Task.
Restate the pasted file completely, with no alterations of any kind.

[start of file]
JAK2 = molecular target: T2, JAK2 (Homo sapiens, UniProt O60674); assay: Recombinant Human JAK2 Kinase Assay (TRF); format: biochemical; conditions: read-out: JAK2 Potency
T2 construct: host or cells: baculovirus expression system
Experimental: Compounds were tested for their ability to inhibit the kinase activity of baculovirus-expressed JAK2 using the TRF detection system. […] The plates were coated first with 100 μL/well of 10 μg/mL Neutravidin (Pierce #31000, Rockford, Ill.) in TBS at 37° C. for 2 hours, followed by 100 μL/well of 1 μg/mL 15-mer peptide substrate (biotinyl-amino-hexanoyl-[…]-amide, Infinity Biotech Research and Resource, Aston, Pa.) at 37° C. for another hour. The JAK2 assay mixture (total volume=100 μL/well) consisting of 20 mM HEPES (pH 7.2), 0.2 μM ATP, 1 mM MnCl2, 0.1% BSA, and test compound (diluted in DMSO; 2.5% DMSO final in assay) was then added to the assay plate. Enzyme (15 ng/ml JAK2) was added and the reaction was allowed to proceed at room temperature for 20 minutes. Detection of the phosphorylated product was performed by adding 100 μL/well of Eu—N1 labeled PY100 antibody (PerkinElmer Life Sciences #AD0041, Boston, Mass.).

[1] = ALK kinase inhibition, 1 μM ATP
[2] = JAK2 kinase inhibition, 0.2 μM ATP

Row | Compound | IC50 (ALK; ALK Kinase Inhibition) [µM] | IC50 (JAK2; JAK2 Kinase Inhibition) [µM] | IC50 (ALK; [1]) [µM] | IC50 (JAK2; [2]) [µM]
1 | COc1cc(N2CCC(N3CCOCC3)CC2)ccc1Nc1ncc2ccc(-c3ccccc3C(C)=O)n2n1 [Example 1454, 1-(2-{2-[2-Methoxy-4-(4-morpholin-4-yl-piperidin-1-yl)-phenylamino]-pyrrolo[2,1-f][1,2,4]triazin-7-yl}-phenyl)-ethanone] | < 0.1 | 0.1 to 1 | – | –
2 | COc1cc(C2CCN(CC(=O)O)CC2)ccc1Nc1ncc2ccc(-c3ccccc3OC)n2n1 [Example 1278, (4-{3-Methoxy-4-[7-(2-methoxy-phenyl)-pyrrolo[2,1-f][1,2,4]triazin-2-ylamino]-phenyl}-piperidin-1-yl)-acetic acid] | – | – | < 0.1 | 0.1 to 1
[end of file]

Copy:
JAK2 = molecular target: T2, JAK2 (Homo sapiens, UniProt O60674); assay: Recombinant Human JAK2 Kinase Assay (TRF); format: biochemical; conditions: read-out: JAK2 Potency
T2 construct: host or cells: baculovirus expression system
Experimental: Compounds were tested for their ability to inhibit the kinase activity of baculovirus-expressed JAK2 using the TRF detection system. […] The plates were coated first with 100 μL/well of 10 μg/mL Neutravidin (Pierce #31000, Rockford, Ill.) in TBS at 37° C. for 2 hours, followed by 100 μL/well of 1 μg/mL 15-mer peptide substrate (biotinyl-amino-hexanoyl-[…]-amide, Infinity Biotech Research and Resource, Aston, Pa.) at 37° C. for another hour. The JAK2 assay mixture (total volume=100 μL/well) consisting of 20 mM HEPES (pH 7.2), 0.2 μM ATP, 1 mM MnCl2, 0.1% BSA, and test compound (diluted in DMSO; 2.5% DMSO final in assay) was then added to the assay plate. Enzyme (15 ng/ml JAK2) was added and the reaction was allowed to proceed at room temperature for 20 minutes. Detection of the phosphorylated product was performed by adding 100 μL/well of Eu—N1 labeled PY100 antibody (PerkinElmer Life Sciences #AD0041, Boston, Mass.).

[1] = ALK kinase inhibition, 1 μM ATP
[2] = JAK2 kinase inhibition, 0.2 μM ATP

Row | Compound | IC50 (ALK; ALK Kinase Inhibition) [µM] | IC50 (JAK2; JAK2 Kinase Inhibition) [µM] | IC50 (ALK; [1]) [µM] | IC50 (JAK2; [2]) [µM]
1 | COc1cc(N2CCC(N3CCOCC3)CC2)ccc1Nc1ncc2ccc(-c3ccccc3C(C)=O)n2n1 [Example 1454, 1-(2-{2-[2-Methoxy-4-(4-morpholin-4-yl-piperidin-1-yl)-phenylamino]-pyrrolo[2,1-f][1,2,4]triazin-7-yl}-phenyl)-ethanone] | < 0.1 | 0.1 to 1 | – | –
2 | COc1cc(C2CCN(CC(=O)O)CC2)ccc1Nc1ncc2ccc(-c3ccccc3OC)n2n1 [Example 1278, (4-{3-Methoxy-4-[7-(2-methoxy-phenyl)-pyrrolo[2,1-f][1,2,4]triazin-2-ylamino]-phenyl}-piperidin-1-yl)-acetic acid] | – | – | < 0.1 | 0.1 to 1